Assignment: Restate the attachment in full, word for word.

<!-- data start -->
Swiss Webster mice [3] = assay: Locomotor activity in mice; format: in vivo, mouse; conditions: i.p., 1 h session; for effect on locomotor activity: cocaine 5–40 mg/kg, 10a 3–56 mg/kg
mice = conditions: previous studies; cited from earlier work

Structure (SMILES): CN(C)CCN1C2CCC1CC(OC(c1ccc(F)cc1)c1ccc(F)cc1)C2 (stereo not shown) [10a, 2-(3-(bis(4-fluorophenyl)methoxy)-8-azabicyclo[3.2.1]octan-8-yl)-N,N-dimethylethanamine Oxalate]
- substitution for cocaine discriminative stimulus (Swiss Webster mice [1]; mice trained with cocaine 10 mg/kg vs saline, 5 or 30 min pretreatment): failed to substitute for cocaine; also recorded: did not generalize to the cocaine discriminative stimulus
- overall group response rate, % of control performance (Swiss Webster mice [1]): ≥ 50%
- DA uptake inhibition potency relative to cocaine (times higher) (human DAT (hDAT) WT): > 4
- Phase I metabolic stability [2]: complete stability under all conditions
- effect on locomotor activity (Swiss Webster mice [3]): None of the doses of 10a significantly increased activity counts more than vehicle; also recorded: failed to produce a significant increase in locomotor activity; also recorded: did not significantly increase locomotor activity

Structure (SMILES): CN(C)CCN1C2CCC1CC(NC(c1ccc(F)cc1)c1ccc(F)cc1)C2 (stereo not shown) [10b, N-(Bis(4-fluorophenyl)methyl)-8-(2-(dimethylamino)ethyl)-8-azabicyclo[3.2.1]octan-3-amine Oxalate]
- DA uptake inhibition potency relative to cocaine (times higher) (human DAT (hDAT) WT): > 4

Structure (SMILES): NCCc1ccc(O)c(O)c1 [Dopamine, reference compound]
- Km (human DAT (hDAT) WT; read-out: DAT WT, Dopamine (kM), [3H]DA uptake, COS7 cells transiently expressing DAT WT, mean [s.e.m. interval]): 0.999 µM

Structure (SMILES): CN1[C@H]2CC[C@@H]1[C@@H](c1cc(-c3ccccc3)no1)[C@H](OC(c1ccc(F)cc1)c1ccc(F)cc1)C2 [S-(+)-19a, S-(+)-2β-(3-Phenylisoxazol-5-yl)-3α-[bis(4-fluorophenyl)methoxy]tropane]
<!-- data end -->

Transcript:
Swiss Webster mice [3] = assay: Locomotor activity in mice; format: in vivo, mouse; conditions: i.p., 1 h session; for effect on locomotor activity: cocaine 5–40 mg/kg, 10a 3–56 mg/kg
mice = conditions: previous studies; cited from earlier work

Structure (SMILES): CN(C)CCN1C2CCC1CC(OC(c1ccc(F)cc1)c1ccc(F)cc1)C2 (stereo not shown) [10a, 2-(3-(bis(4-fluorophenyl)methoxy)-8-azabicyclo[3.2.1]octan-8-yl)-N,N-dimethylethanamine Oxalate]
- substitution for cocaine discriminative stimulus (Swiss Webster mice [1]; mice trained with cocaine 10 mg/kg vs saline, 5 or 30 min pretreatment): failed to substitute for cocaine; also recorded: did not generalize to the cocaine discriminative stimulus
- overall group response rate, % of control performance (Swiss Webster mice [1]): ≥ 50%
- DA uptake inhibition potency relative to cocaine (times higher) (human DAT (hDAT) WT): > 4
- Phase I metabolic stability [2]: complete stability under all conditions
- effect on locomotor activity (Swiss Webster mice [3]): None of the doses of 10a significantly increased activity counts more than vehicle; also recorded: failed to produce a significant increase in locomotor activity; also recorded: did not significantly increase locomotor activity

Structure (SMILES): CN(C)CCN1C2CCC1CC(NC(c1ccc(F)cc1)c1ccc(F)cc1)C2 (stereo not shown) [10b, N-(Bis(4-fluorophenyl)methyl)-8-(2-(dimethylamino)ethyl)-8-azabicyclo[3.2.1]octan-3-amine Oxalate]
- DA uptake inhibition potency relative to cocaine (times higher) (human DAT (hDAT) WT): > 4

Structure (SMILES): NCCc1ccc(O)c(O)c1 [Dopamine, reference compound]
- Km (human DAT (hDAT) WT; read-out: DAT WT, Dopamine (kM), [3H]DA uptake, COS7 cells transiently expressing DAT WT, mean [s.e.m. interval]): 0.999 µM

Structure (SMILES): CN1[C@H]2CC[C@@H]1[C@@H](c1cc(-c3ccccc3)no1)[C@H](OC(c1ccc(F)cc1)c1ccc(F)cc1)C2 [S-(+)-19a, S-(+)-2β-(3-Phenylisoxazol-5-yl)-3α-[bis(4-fluorophenyl)methoxy]tropane]